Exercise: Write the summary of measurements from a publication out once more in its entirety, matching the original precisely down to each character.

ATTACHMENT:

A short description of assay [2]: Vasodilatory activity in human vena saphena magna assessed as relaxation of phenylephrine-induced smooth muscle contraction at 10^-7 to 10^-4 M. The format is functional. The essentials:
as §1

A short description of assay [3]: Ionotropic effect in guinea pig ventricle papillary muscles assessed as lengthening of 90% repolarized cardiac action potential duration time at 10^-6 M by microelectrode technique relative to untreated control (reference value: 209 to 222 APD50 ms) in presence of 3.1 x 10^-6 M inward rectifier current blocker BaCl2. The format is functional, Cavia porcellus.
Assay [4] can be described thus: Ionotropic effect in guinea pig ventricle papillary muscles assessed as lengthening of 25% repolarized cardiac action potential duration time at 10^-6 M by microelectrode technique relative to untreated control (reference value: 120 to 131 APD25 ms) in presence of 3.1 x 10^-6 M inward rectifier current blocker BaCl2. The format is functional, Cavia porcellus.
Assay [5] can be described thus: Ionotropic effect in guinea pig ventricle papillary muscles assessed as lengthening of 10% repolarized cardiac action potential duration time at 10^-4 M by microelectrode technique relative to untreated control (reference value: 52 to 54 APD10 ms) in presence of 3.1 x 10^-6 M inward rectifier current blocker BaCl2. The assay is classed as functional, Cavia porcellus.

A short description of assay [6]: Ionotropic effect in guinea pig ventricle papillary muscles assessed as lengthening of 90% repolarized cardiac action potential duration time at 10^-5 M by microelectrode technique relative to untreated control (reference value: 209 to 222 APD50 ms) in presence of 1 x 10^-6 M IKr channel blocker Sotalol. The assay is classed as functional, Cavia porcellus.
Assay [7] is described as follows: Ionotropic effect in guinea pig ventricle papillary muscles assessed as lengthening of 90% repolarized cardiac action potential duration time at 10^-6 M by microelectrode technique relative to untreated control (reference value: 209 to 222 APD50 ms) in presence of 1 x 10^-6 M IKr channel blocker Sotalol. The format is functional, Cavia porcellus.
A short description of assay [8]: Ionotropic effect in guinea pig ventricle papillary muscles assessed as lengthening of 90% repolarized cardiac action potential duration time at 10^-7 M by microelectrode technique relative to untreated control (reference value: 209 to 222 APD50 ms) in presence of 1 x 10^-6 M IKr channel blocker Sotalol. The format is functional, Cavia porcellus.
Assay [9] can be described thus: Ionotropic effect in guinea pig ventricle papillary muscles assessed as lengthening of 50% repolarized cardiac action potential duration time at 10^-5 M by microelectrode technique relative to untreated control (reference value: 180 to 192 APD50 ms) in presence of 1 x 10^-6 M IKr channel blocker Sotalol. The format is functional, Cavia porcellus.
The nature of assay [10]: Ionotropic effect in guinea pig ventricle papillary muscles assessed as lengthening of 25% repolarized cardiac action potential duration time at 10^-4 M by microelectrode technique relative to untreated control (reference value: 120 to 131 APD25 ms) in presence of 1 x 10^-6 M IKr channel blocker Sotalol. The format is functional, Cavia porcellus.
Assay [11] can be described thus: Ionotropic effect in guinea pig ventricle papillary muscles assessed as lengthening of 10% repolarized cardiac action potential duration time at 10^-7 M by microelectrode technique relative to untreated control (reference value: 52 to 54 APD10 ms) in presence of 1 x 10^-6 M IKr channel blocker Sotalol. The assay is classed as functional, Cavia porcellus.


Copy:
A short description of assay [2]: Vasodilatory activity in human vena saphena magna assessed as relaxation of phenylephrine-induced smooth muscle contraction at 10^-7 to 10^-4 M. The format is functional. The essentials:
as §1

A short description of assay [3]: Ionotropic effect in guinea pig ventricle papillary muscles assessed as lengthening of 90% repolarized cardiac action potential duration time at 10^-6 M by microelectrode technique relative to untreated control (reference value: 209 to 222 APD50 ms) in presence of 3.1 x 10^-6 M inward rectifier current blocker BaCl2. The format is functional, Cavia porcellus.
Assay [4] can be described thus: Ionotropic effect in guinea pig ventricle papillary muscles assessed as lengthening of 25% repolarized cardiac action potential duration time at 10^-6 M by microelectrode technique relative to untreated control (reference value: 120 to 131 APD25 ms) in presence of 3.1 x 10^-6 M inward rectifier current blocker BaCl2. The format is functional, Cavia porcellus.
Assay [5] can be described thus: Ionotropic effect in guinea pig ventricle papillary muscles assessed as lengthening of 10% repolarized cardiac action potential duration time at 10^-4 M by microelectrode technique relative to untreated control (reference value: 52 to 54 APD10 ms) in presence of 3.1 x 10^-6 M inward rectifier current blocker BaCl2. The assay is classed as functional, Cavia porcellus.

A short description of assay [6]: Ionotropic effect in guinea pig ventricle papillary muscles assessed as lengthening of 90% repolarized cardiac action potential duration time at 10^-5 M by microelectrode technique relative to untreated control (reference value: 209 to 222 APD50 ms) in presence of 1 x 10^-6 M IKr channel blocker Sotalol. The assay is classed as functional, Cavia porcellus.
Assay [7] is described as follows: Ionotropic effect in guinea pig ventricle papillary muscles assessed as lengthening of 90% repolarized cardiac action potential duration time at 10^-6 M by microelectrode technique relative to untreated control (reference value: 209 to 222 APD50 ms) in presence of 1 x 10^-6 M IKr channel blocker Sotalol. The format is functional, Cavia porcellus.
A short description of assay [8]: Ionotropic effect in guinea pig ventricle papillary muscles assessed as lengthening of 90% repolarized cardiac action potential duration time at 10^-7 M by microelectrode technique relative to untreated control (reference value: 209 to 222 APD50 ms) in presence of 1 x 10^-6 M IKr channel blocker Sotalol. The format is functional, Cavia porcellus.
Assay [9] can be described thus: Ionotropic effect in guinea pig ventricle papillary muscles assessed as lengthening of 50% repolarized cardiac action potential duration time at 10^-5 M by microelectrode technique relative to untreated control (reference value: 180 to 192 APD50 ms) in presence of 1 x 10^-6 M IKr channel blocker Sotalol. The format is functional, Cavia porcellus.
The nature of assay [10]: Ionotropic effect in guinea pig ventricle papillary muscles assessed as lengthening of 25% repolarized cardiac action potential duration time at 10^-4 M by microelectrode technique relative to untreated control (reference value: 120 to 131 APD25 ms) in presence of 1 x 10^-6 M IKr channel blocker Sotalol. The format is functional, Cavia porcellus.
Assay [11] can be described thus: Ionotropic effect in guinea pig ventricle papillary muscles assessed as lengthening of 10% repolarized cardiac action potential duration time at 10^-7 M by microelectrode technique relative to untreated control (reference value: 52 to 54 APD10 ms) in presence of 1 x 10^-6 M IKr channel blocker Sotalol. The assay is classed as functional, Cavia porcellus.